Crain's Chicago Business reported this week that the Archdiocese of Chicago has issued an RFP (request for proposal) for St. Boniface Church. Crain's says a pre-submittal conference is scheduled for September 30.
Although it's 130-foot-high bell tower continues to dominate its West Town neighborhood, the church, designed by architect Henry J. Schlacks in 1902, has been shuttered since 1989. In 2003, the Archdiocese held an architectural competition for proposals for the site that attracted entries from such stellar Chicago firms as Studio/Gang, Booth Hansen, A. Epstein, and winner Brininstool and Lynch.
You can find a great deal of information on St. Boniface on the web. My article on the competition and the pitfalls and controversies surrounding the preservation of the city's historic churches, including photo's and renderings, can be found here. Saint Boniface: A Community Concerned includes information on the church's history, and the battle to save it. It includes a generous photo gallery, and more images on the church, still spectacular even in its current abandoned state, can be found on the websites of Josh Gibson's and Carey Primeau, an example of which is shown above.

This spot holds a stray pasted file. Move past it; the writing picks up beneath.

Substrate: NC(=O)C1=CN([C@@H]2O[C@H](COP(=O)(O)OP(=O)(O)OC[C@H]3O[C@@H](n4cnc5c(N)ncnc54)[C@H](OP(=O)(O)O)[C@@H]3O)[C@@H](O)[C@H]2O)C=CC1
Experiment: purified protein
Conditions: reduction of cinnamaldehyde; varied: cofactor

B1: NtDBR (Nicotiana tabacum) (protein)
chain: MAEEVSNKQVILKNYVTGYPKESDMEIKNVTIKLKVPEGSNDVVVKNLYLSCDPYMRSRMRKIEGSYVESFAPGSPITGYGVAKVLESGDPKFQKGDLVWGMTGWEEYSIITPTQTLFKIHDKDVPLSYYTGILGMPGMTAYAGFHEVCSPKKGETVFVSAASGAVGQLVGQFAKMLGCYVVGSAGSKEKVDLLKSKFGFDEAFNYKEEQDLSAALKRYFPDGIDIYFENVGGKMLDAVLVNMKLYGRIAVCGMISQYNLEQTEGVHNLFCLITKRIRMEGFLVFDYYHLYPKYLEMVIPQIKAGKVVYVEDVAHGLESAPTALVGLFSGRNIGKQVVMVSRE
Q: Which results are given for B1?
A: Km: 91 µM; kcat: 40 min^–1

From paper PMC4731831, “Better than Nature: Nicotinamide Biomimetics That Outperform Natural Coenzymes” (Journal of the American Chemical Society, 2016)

Needless to say, none of the ideas of that competition have been carried forward. In the Chicago Historic Resources Survey, St. Boniface is rated "Orange" - for possessing " some architectural feature or historical association that [makes it] potentially significant in the context of the surrounding community." Crain's quotes commissioner of planning and development Arnold Randall as saying his department, which includes the Commission on Chicago Landmarks, "encourages" preservation of the church, and of the facades of an adjacent school building that was demolished in 2004.
November 7th is the deadline for submission of proposals to the, it is hoped, not ironically named Landmark Realty & Development LLC.
My kids' school looked at it a couple of years ago. The problem is, it's tucked away on small side streets, so drop off and pick up would have been a major pain. It's going to be a tough thing to sell to anybody, I fear.
Any clue how to obtain drawings (plans, elevations, sections) for this building? Sadly, the archdiocese says it doesn't have any documentation on its buildings...hard to believe, but that's the deal, I guess.
It breaks my heart to see this magnificant church in shambles. But by the grace of God, someone will save it and bring it back to all it's glory!
My husband went to St. Boniface school and we were married there in 1970. It would be wonderful if this beautiful church could be saved.
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